The top 3 innovation drivers in higher education in 2023
My conversations with education leaders around the world have me excited about how institutions are innovating across the board, responding to students’ ever-changing needs, and thinking big for the years ahead to future-proof their institutions.
At Amazon Web Services (AWS), we work with K12 schools, higher education institutions, and education technology (EdTech) and learning companies to support teaching and learning, research innovation, and to build lasting institutions that positively impact their communities. We asked our higher education customers what’s top of mind for them in 2023, capturing insights from AWS education subject matter experts and global education experts, including perspectives from leaders at The University of British Columbia in Canada, The University of Pennsylvania in the United States, Hamdan Bin Mohammed Smart University in United Arab Emirates, Queensland University of Technology in Australia, and more.
The “Innovation Drivers in Higher Education” report presents the main priorities that they shared with us, and what their future roadmap is for teaching, learning, and research.
1. More choice and student-centricity in teaching and learning
Teaching is transforming to align with how students want to learn, be it in-person, online, or hybrid flexibility (HyFlex) delivery. Digital solutions offered by EdTech companies are helping primary, secondary, and post-secondary institutions respond with tools that improve student learning outcomes and bridge the gap between student preference and traditional instructional design models. As a result, there is a move towards personalized, lifelong learning, using artificial intelligence (AI) and machine learning (ML) and data analytics for student performance, assessment, and well-being. We expect to see continued interest in these solutions going forward, as well as greater inspection of the efficacy and the impact of digital tools and solutions.
Michael Rosemann, director of the Centre for Future Enterprise at Australia’s Queensland University of Technology, categorizes two types of digital transformation on the horizon: “In one case, you are driven by a sense of urgency. You reactively need to fix a problem. If I use digital for improving a process like enrollment, I improve convenience and eliminate friction, but I largely automate what has been done in the past. That is where most universities are focused now. In the second kind of digital transformation, I am driven by a sense of ambition. I proactively explore an opportunity like a technology or business model. I use digital to enable new experiences, new services, and new revenue models like subscription models offering upgradeable degrees. This is very different in terms of mindset, skillset, and risk appetite.”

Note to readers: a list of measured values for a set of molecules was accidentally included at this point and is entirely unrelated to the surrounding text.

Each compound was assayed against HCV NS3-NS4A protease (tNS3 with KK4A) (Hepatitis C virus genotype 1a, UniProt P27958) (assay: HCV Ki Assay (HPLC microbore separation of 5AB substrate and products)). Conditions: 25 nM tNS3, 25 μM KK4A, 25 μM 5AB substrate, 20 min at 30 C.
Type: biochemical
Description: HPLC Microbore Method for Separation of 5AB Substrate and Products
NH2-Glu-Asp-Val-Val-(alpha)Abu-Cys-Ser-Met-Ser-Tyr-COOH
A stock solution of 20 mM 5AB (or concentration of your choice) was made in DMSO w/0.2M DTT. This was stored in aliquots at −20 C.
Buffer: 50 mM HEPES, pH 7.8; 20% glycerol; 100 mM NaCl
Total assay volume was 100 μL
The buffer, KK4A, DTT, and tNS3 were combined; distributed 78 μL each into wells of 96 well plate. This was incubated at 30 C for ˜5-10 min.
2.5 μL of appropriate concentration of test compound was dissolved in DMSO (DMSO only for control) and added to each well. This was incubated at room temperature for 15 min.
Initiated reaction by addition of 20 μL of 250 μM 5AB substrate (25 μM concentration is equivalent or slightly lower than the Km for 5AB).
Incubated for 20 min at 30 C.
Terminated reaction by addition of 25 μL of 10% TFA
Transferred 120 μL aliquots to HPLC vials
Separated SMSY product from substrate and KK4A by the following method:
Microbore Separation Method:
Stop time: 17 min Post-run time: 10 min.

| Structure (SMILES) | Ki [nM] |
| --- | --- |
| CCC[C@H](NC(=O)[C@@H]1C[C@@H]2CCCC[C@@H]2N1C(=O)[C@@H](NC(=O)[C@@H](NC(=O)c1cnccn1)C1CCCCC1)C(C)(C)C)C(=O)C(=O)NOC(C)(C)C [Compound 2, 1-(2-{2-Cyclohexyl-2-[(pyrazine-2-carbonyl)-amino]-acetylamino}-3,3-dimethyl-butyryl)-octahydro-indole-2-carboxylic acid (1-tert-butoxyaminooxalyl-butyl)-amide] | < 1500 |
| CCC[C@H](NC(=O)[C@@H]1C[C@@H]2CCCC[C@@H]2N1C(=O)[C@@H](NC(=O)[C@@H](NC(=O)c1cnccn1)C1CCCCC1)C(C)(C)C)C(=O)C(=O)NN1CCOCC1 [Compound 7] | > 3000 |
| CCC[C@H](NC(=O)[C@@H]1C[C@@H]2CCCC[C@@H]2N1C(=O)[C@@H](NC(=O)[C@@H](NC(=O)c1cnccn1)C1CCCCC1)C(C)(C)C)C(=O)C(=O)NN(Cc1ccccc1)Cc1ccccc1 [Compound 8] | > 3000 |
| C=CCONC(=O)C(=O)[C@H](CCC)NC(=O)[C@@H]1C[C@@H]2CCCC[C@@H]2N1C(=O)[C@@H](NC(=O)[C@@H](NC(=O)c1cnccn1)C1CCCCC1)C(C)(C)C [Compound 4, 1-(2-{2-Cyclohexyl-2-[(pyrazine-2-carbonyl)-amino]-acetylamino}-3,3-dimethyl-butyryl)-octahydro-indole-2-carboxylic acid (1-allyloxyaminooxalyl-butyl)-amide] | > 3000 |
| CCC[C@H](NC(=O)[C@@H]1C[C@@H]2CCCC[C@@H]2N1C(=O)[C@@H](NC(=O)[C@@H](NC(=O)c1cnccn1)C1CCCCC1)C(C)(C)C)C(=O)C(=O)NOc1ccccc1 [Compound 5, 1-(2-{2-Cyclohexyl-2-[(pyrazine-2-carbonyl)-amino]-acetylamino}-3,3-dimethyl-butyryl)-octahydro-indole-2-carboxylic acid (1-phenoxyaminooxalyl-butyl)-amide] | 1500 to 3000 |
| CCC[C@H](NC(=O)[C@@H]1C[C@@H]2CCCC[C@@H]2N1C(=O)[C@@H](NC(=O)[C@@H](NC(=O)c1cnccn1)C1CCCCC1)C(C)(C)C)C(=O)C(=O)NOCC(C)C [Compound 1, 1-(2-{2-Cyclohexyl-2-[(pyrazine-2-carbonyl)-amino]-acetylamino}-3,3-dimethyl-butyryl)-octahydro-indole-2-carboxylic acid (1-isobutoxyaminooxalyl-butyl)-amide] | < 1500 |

2. Need for scalable security in the research community
As computational research becomes ubiquitous, and as more and more researchers collaborate online across campuses and borders, the need to protect research data has become a priority for institutional leadership — not just IT. Government requirements around security further reinforce the need for institutions to think comprehensively about establishing scalable systems and controls for protecting valuable intellectual property.
As Jennifer Burns, associate vice president for information technology and chief information officer at The University of British Columbia (UBC) in Canada, “The costs are not just the ransom. It’s the time and energy and effort that your board, your executives, and your IT teams are spending to clean up, which could take six months even if you act quickly. It’s also the cost of the contractors you have to bring in to clean up. And it’s the distraction of focus from other priorities. All in all, these attacks are massively impactful.”
3. New urgency applied to sustainability by institutional leadership
Finally, sustainability is an emerging priority for higher education institutions around the world. Experts highlighted examples of it being adopted in university and college strategies, funding, curricula, governance, and community engagement. Institutions are starting to appoint senior-level individuals to focus exclusively on sustainability (e.g., Chief Sustainability Officers), and there is greater willingness to direct funding to sustainability initiatives. Academic institutions are also using cloud capabilities to drive data-based decisions and actions that make their institutions more sustainable.
Student demand is driving this change. Nina Morris, sustainability director at the University of Pennsylvania in the United States, elaborates, “Students are very passionate about many topics of sustainability on our campus. They come to campus with a very diverse experience and understanding of climate change and sustainability, and there’s a lot of activism and engagement for sustainability topics.”
We are so inspired by the work of education institutions around the world. AWS teams and our partner community stand ready to help you use the cloud to accomplish your education objectives in 2023.
To read more about these priorities and learn how education leaders are using cloud technology to meet their biggest challenges and thinking big to future-proof their institutions, check out the new report, Innovation drivers in higher education today.
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